Chaos and madness
behind him was an African man with a shaved head, wearing a white T-shirt and jeans. He seemed about 21, several years younger than the driver, and looked at us as though he was about to say something. While there was nothing overtly threatening about his behaviour, Katie and I exchanged a bemused glance because we found the pair slightly odd.
I was about to ask them, “Is everything OK?” But before I could utter a word, the driver nodded – suggestive of a signal or a command.
The passenger smiled, then pulled up a jerrycan from his right side, which until that point had remained out of view. He swung it in our direction violently, dousing us with what we thought was water but would later discover was car battery acid.
Our instinctive reaction was to jump to our left, but by that time the right sides of our bodies, from head to toe, were soaked in the clear liquid. Katie, who was closer to the moped, was more badly splashed.
Within a second of the moped speeding off, with its taillight still in sight, we began screaming. Our screams were not out of frustration that our clothes had been drenched; they were screams of agony.
We felt our flesh being seared. Our screams were so loud they could be heard by revellers at the Africa House Hotel, which was several minutes’ walk away.
My entire upper body was burning, especially my right shoulder and torso. So were my feet, face and eyes. The skin on my right forearm looked as though it was covered in red paint, and I immediately noticed some discolouration on my torso and shoulder.
The pain, coupled with the taste of the fluid after some splashed into my mouth, made me quickly realise that it was not water.
Fellow pedestrians on Kenyatta Road stopped, horrified by our screams and the sight of us removing our clothes in agony.
They were the type of clothes we had been advised to purchase on arriving in Zanzibar on Saturday, July 13, after our programme coordinators at Art in Tanzania discovered our suitcases were packed with little more than high-waisted shorts, sleeveless tops and miniskirts – which we were told was certainly not suitable clothing for Zanzibar during Ramadan.
Katie and I had gone to the Darajani market in Stone Town the day after we arrived and bought more suitable clothing, namely genie pants – loosely fitted linen trousers that we came to love.
One man, who appeared to be a tourist, was carrying a large bottle of water that he held out to us when we shouted at him to throw it our way. “We need water, we’re burning,” we yelled.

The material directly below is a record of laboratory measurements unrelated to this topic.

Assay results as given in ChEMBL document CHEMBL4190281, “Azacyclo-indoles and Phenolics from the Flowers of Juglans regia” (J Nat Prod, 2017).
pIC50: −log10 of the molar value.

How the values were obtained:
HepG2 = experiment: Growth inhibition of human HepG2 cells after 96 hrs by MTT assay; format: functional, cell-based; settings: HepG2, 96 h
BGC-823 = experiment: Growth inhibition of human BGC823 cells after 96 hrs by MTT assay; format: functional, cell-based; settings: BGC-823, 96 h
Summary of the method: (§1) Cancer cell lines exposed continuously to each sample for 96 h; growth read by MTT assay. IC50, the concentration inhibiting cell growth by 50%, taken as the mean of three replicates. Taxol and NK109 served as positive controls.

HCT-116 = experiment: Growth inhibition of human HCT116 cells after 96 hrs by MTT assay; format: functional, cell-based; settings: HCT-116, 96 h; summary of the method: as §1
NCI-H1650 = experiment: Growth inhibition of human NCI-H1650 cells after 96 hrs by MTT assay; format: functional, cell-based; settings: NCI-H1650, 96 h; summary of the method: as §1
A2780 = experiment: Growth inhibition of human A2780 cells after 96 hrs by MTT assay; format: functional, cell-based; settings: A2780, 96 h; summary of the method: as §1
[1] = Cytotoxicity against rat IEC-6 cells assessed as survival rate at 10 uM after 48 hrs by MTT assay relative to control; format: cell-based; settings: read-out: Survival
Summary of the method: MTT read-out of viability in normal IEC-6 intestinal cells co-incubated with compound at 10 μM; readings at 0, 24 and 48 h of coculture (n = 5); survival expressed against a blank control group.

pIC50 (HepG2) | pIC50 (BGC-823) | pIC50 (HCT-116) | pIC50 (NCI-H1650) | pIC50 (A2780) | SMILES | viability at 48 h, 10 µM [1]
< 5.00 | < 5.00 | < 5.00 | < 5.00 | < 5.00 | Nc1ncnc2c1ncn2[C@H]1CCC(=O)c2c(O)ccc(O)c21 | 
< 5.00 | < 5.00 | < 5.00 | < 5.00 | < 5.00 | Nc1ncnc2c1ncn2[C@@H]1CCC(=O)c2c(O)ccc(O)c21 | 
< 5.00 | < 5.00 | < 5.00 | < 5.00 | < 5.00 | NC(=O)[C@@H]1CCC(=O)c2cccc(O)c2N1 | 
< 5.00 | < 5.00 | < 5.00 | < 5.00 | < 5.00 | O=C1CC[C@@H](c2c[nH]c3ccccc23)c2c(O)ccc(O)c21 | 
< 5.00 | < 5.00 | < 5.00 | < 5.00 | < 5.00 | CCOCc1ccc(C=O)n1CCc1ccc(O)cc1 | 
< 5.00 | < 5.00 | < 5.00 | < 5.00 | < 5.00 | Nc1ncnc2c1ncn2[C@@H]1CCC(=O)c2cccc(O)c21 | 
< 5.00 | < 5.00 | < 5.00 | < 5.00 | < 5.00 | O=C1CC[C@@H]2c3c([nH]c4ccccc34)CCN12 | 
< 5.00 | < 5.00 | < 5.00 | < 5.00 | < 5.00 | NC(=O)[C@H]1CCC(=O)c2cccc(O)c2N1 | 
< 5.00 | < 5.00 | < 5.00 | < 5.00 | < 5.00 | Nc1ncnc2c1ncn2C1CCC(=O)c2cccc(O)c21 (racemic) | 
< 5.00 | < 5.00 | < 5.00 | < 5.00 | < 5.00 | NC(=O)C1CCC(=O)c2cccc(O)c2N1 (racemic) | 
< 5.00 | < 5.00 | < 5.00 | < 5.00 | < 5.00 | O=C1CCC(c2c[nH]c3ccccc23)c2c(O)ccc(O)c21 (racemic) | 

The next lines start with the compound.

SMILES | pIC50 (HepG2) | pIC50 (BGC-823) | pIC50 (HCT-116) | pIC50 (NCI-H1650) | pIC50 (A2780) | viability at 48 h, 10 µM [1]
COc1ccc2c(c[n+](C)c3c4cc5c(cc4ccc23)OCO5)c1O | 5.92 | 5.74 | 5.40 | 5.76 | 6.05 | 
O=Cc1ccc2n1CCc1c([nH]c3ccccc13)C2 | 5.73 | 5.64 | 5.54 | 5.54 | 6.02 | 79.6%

Paralysed with shock, the man, who was in his forties, reluctantly lifted the cap off the bottle and began pouring water on us. The burning sensation only intensified.
From then on, chaos took over. Katie, still screaming, ran off while continuing to remove her clothes. I fell to the ground, yelling, and scratched my face in pain and pulled at my hair in the hope of getting some help.
Locals were stunned as they watched me writhe on the ground in pain. I caught the eye of a military officer, who was among those gathered, but he just stared at me without offering assistance. Dressed in a red beret and military uniform, the soldier seemed indifferent to my desperate cries for help.
Fortunately, three young local men lifted me to my feet and began to rush me in the direction of the sea, which was less than a minute away. The youngest among them, who looked 17 at the most, collected my strewn clothes as I ran towards the water. I could see Katie ahead of me running into what seemed like a public lavatory.
I tried to follow her but was stopped by my guides, who repeated, “Sea, sea.”
And so to the sea it was. I jumped into the water in my underwear and began scrubbing my body with my hands. The pain was intensifying all over my body rapidly – at a much faster pace than I could reach each burning area. I felt my right arm swelling; it was becoming discoloured and looked like greyish-green clay.
A crowd gathered on the beach. I emerged from the water after about 10 minutes to see several of the women in the crowd crying, clearly distressed by my situation.
I caught a glimpse of the holes that had burnt into my clothes, which the young man was still holding. It became increasingly obvious to me that Katie and I had become victims of a chemical attack.
The teenager holding my clothes gave me his T-shirt, and I then ran in Katie’s direction and found her surrounded by several people, including Sam Jones and Nadine, his girlfriend, who were in Zanzibar on holiday.
These two British tourists became our saviours. Sam, 27, and Nadine were applying water to Katie’s body with a hose. The acid had burnt through Katie’s skin like it had mine, leaving purple and grey patches.
At some point Sam was able to see through the chaos and madness that had overcome us and hailed a taxi, which rushed us to the hospital in Zanzibar in 10 minutes or so.
Within minutes of arriving we were given injections and placed on a drip that was supposed to alleviate our pain, but neither of